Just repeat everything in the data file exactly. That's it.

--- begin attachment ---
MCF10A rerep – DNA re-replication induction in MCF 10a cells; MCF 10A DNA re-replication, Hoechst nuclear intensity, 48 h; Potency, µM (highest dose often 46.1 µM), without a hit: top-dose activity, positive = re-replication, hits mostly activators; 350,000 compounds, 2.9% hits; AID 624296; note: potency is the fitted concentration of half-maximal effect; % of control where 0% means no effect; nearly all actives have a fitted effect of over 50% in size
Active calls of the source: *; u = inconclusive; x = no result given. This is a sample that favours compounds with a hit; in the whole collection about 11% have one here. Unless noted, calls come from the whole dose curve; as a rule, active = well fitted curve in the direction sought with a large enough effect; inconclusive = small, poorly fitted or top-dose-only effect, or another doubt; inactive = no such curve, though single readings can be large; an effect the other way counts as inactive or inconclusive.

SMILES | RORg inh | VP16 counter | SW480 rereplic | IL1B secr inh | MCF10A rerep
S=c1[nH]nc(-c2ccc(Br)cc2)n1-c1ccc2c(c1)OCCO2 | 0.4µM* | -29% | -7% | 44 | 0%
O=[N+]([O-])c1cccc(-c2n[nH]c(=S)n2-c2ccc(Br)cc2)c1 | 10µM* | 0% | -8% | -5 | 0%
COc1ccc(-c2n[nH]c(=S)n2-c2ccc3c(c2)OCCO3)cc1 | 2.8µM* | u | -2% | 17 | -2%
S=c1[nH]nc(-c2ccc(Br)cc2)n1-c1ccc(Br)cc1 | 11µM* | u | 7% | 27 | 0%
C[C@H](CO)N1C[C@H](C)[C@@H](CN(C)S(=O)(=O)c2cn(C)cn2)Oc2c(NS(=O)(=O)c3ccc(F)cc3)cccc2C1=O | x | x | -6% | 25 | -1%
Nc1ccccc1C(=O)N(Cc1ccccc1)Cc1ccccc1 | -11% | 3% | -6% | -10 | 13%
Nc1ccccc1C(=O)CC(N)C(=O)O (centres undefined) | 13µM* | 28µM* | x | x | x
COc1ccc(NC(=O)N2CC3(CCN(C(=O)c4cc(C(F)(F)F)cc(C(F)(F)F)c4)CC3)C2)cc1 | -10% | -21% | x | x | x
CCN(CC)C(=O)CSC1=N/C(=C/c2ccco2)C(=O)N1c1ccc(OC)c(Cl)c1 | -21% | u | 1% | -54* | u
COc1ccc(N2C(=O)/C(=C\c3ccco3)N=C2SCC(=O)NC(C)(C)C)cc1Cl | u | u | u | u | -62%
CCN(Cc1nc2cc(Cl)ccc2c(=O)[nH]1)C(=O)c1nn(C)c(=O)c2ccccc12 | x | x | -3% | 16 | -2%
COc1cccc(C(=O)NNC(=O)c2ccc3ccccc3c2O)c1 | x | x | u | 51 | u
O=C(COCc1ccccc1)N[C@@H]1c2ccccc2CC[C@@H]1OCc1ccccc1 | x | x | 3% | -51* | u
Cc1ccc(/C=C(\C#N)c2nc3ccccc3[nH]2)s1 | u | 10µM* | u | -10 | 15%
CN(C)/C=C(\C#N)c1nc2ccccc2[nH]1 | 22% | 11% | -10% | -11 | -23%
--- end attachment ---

MCF10A rerep – DNA re-replication induction in MCF 10a cells; MCF 10A DNA re-replication, Hoechst nuclear intensity, 48 h; Potency, µM (highest dose often 46.1 µM), without a hit: top-dose activity, positive = re-replication, hits mostly activators; 350,000 compounds, 2.9% hits; AID 624296; note: potency is the fitted concentration of half-maximal effect; % of control where 0% means no effect; nearly all actives have a fitted effect of over 50% in size
Active calls of the source: *; u = inconclusive; x = no result given. This is a sample that favours compounds with a hit; in the whole collection about 11% have one here. Unless noted, calls come from the whole dose curve; as a rule, active = well fitted curve in the direction sought with a large enough effect; inconclusive = small, poorly fitted or top-dose-only effect, or another doubt; inactive = no such curve, though single readings can be large; an effect the other way counts as inactive or inconclusive.

SMILES | RORg inh | VP16 counter | SW480 rereplic | IL1B secr inh | MCF10A rerep
S=c1[nH]nc(-c2ccc(Br)cc2)n1-c1ccc2c(c1)OCCO2 | 0.4µM* | -29% | -7% | 44 | 0%
O=[N+]([O-])c1cccc(-c2n[nH]c(=S)n2-c2ccc(Br)cc2)c1 | 10µM* | 0% | -8% | -5 | 0%
COc1ccc(-c2n[nH]c(=S)n2-c2ccc3c(c2)OCCO3)cc1 | 2.8µM* | u | -2% | 17 | -2%
S=c1[nH]nc(-c2ccc(Br)cc2)n1-c1ccc(Br)cc1 | 11µM* | u | 7% | 27 | 0%
C[C@H](CO)N1C[C@H](C)[C@@H](CN(C)S(=O)(=O)c2cn(C)cn2)Oc2c(NS(=O)(=O)c3ccc(F)cc3)cccc2C1=O | x | x | -6% | 25 | -1%
Nc1ccccc1C(=O)N(Cc1ccccc1)Cc1ccccc1 | -11% | 3% | -6% | -10 | 13%
Nc1ccccc1C(=O)CC(N)C(=O)O (centres undefined) | 13µM* | 28µM* | x | x | x
COc1ccc(NC(=O)N2CC3(CCN(C(=O)c4cc(C(F)(F)F)cc(C(F)(F)F)c4)CC3)C2)cc1 | -10% | -21% | x | x | x
CCN(CC)C(=O)CSC1=N/C(=C/c2ccco2)C(=O)N1c1ccc(OC)c(Cl)c1 | -21% | u | 1% | -54* | u
COc1ccc(N2C(=O)/C(=C\c3ccco3)N=C2SCC(=O)NC(C)(C)C)cc1Cl | u | u | u | u | -62%
CCN(Cc1nc2cc(Cl)ccc2c(=O)[nH]1)C(=O)c1nn(C)c(=O)c2ccccc12 | x | x | -3% | 16 | -2%
COc1cccc(C(=O)NNC(=O)c2ccc3ccccc3c2O)c1 | x | x | u | 51 | u
O=C(COCc1ccccc1)N[C@@H]1c2ccccc2CC[C@@H]1OCc1ccccc1 | x | x | 3% | -51* | u
Cc1ccc(/C=C(\C#N)c2nc3ccccc3[nH]2)s1 | u | 10µM* | u | -10 | 15%
CN(C)/C=C(\C#N)c1nc2ccccc2[nH]1 | 22% | 11% | -10% | -11 | -23%